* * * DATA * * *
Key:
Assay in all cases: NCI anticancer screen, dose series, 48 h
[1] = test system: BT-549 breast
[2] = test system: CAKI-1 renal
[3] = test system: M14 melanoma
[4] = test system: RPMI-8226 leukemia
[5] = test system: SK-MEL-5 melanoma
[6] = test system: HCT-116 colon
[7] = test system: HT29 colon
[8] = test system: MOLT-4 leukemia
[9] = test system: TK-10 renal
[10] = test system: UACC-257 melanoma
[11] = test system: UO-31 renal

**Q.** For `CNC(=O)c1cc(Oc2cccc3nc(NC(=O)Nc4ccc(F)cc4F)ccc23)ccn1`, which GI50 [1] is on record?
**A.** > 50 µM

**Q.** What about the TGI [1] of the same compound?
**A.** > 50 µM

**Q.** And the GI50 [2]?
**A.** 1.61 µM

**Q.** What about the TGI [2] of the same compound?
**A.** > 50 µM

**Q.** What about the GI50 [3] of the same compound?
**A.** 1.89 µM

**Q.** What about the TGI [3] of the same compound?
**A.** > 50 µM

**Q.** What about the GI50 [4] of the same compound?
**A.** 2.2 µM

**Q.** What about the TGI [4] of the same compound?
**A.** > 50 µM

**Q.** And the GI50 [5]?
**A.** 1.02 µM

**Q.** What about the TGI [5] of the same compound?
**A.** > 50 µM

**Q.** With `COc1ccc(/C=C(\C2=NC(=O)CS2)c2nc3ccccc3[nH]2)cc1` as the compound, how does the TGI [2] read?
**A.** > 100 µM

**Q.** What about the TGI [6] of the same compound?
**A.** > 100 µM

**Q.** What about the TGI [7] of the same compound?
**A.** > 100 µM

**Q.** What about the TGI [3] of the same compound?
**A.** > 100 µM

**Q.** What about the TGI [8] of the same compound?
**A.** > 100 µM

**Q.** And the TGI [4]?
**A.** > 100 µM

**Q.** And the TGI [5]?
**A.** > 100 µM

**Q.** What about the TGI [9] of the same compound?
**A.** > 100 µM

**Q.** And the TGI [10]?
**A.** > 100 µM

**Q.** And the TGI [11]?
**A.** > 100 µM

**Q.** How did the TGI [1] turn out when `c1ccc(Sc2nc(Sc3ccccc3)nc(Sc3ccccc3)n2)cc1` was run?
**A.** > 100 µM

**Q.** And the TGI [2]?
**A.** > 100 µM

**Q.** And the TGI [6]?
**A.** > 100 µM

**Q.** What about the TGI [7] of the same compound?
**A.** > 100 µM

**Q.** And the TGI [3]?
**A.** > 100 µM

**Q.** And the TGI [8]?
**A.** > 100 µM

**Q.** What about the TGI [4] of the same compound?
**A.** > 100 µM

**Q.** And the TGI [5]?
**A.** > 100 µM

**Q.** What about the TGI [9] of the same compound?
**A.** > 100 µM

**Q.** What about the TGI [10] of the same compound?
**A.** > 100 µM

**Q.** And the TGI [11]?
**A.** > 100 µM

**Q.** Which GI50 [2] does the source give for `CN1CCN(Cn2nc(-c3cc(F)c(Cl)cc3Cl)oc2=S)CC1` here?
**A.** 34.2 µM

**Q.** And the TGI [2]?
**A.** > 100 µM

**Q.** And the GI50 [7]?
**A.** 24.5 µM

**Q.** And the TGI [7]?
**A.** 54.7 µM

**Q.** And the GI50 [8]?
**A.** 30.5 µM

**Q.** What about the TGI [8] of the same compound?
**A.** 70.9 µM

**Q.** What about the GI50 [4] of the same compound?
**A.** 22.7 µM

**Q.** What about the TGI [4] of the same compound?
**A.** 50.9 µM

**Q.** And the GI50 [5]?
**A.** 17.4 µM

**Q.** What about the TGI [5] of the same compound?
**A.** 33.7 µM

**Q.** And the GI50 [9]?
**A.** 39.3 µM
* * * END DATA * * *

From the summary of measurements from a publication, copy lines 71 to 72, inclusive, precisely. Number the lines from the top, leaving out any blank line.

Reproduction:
**A.** > 100 µM

**Q.** What about the TGI [10] of the same compound?